Ms. Kenney is an Academic Fellow at Cornell Law School, where she dedicates her research and writing to constitutional law, and institutional design. Her research focuses on how structural aspects of our legal system help promote and foster cooperation, or inhibit cooperation, and how to structure institutions at a micro- and macro- level to promote justice. Today, she's working on questions of how humans can cooperate by drawing on other disciplines such as physics, computer science, evolutionary biology, and economics to look at new innovations in game theory that include a focus on generosity, forgiveness, and altruism. She also generates scholarship that is within the First Amendment space thinking about First Amendment doctrines that function (or do not function) to promote justice, with an emphasis on race and civil rights. She's particularly concerned with how the First Amendment can sometimes be used as a weapon to marginalize oppressed groups, such as persons of color, LGBTQI individuals, and women. Her scholarship has appeared in the California Law Review,the Fordham Law Review,and the Cardozo Arts & Entertainment Law Journal.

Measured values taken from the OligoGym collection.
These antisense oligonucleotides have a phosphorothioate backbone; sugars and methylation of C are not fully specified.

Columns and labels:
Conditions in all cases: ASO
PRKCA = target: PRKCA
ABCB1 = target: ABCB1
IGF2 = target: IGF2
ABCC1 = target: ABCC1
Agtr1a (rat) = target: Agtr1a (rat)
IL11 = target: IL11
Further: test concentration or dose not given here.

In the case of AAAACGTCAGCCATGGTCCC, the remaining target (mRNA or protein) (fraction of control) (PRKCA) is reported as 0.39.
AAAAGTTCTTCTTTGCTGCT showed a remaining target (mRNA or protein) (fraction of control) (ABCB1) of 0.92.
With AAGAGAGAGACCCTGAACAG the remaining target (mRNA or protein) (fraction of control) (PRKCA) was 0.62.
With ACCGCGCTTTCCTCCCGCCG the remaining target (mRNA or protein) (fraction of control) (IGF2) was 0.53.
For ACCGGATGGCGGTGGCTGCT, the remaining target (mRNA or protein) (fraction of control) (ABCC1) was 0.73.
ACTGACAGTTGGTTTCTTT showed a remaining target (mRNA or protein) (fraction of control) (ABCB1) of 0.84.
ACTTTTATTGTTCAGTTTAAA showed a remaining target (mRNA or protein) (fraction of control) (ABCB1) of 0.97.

Ms. Kenney is also an Affiliated Fellow at the Information Society Project at Yale Law School, and a former Research Scholar in Law and Clinical Instructor at Yale Law School's Media Freedom & Information Access Clinic. Previously, she also taught at Stanford Law School, where she was a Thomas C. Grey Fellow, was a fellow at the National Women's Law Center, and a litigator at Wilmer Cutler Pickering Hale & Dorr in Washington, D.C. She clerked for Chief Judge Roger Gregory of the Fourth Circuit Court of Appeals and Judge Miriam Goldman Cedarbaum of the Southern District of New York. She graduated summa cum laude from Dartmouth College and received her J.D. from UC Berkeley School of Law, where she received the Philip & Barbara Kaplan Scholarship for academic excellence and commitment to public interest.